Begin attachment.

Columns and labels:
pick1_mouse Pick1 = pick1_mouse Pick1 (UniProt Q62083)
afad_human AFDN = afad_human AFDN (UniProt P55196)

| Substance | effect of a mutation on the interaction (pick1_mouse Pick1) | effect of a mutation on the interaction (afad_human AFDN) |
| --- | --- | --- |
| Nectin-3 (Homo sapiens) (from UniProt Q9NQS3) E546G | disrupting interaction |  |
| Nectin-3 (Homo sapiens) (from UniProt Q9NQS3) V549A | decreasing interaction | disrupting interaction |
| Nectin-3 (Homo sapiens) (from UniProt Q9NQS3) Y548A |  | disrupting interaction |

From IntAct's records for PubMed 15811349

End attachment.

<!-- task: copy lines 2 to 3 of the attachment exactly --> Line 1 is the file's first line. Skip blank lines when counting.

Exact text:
pick1_mouse Pick1 = pick1_mouse Pick1 (UniProt Q62083)
afad_human AFDN = afad_human AFDN (UniProt P55196)